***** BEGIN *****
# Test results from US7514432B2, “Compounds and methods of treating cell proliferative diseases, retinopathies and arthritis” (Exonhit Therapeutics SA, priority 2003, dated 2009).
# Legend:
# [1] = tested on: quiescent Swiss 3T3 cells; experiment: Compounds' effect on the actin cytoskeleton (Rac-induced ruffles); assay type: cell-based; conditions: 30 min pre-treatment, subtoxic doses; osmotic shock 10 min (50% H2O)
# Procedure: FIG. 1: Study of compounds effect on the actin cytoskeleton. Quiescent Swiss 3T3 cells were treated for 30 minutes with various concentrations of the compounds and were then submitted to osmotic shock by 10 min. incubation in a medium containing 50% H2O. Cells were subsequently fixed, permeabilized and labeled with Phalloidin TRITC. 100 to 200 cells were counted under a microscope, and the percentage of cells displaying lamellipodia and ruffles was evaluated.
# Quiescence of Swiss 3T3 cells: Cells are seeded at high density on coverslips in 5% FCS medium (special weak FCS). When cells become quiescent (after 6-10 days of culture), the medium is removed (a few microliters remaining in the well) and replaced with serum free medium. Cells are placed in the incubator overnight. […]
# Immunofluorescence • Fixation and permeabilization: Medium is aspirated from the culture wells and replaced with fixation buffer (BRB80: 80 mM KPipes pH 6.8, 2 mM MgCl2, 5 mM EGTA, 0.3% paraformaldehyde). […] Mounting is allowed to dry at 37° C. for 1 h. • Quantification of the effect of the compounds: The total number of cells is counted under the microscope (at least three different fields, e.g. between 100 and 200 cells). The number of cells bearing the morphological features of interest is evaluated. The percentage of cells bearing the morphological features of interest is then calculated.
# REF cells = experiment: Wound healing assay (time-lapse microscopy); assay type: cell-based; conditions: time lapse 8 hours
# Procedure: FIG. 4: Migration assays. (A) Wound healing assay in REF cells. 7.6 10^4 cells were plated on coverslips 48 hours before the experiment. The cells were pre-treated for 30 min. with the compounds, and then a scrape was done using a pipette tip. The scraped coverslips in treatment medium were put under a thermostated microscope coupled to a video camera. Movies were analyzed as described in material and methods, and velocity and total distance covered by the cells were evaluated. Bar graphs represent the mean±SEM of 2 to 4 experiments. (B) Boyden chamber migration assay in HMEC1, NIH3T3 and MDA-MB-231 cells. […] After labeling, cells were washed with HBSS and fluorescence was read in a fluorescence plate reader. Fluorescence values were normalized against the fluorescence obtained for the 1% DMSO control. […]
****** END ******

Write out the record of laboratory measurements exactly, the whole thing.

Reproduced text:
# Test results from US7514432B2, “Compounds and methods of treating cell proliferative diseases, retinopathies and arthritis” (Exonhit Therapeutics SA, priority 2003, dated 2009).
# Legend:
# [1] = tested on: quiescent Swiss 3T3 cells; experiment: Compounds' effect on the actin cytoskeleton (Rac-induced ruffles); assay type: cell-based; conditions: 30 min pre-treatment, subtoxic doses; osmotic shock 10 min (50% H2O)
# Procedure: FIG. 1: Study of compounds effect on the actin cytoskeleton. Quiescent Swiss 3T3 cells were treated for 30 minutes with various concentrations of the compounds and were then submitted to osmotic shock by 10 min. incubation in a medium containing 50% H2O. Cells were subsequently fixed, permeabilized and labeled with Phalloidin TRITC. 100 to 200 cells were counted under a microscope, and the percentage of cells displaying lamellipodia and ruffles was evaluated.
# Quiescence of Swiss 3T3 cells: Cells are seeded at high density on coverslips in 5% FCS medium (special weak FCS). When cells become quiescent (after 6-10 days of culture), the medium is removed (a few microliters remaining in the well) and replaced with serum free medium. Cells are placed in the incubator overnight. […]
# Immunofluorescence • Fixation and permeabilization: Medium is aspirated from the culture wells and replaced with fixation buffer (BRB80: 80 mM KPipes pH 6.8, 2 mM MgCl2, 5 mM EGTA, 0.3% paraformaldehyde). […] Mounting is allowed to dry at 37° C. for 1 h. • Quantification of the effect of the compounds: The total number of cells is counted under the microscope (at least three different fields, e.g. between 100 and 200 cells). The number of cells bearing the morphological features of interest is evaluated. The percentage of cells bearing the morphological features of interest is then calculated.
# REF cells = experiment: Wound healing assay (time-lapse microscopy); assay type: cell-based; conditions: time lapse 8 hours
# Procedure: FIG. 4: Migration assays. (A) Wound healing assay in REF cells. 7.6 10^4 cells were plated on coverslips 48 hours before the experiment. The cells were pre-treated for 30 min. with the compounds, and then a scrape was done using a pipette tip. The scraped coverslips in treatment medium were put under a thermostated microscope coupled to a video camera. Movies were analyzed as described in material and methods, and velocity and total distance covered by the cells were evaluated. Bar graphs represent the mean±SEM of 2 to 4 experiments. (B) Boyden chamber migration assay in HMEC1, NIH3T3 and MDA-MB-231 cells. […] After labeling, cells were washed with HBSS and fluorescence was read in a fluorescence plate reader. Fluorescence values were normalized against the fluorescence obtained for the 1% DMSO control. […]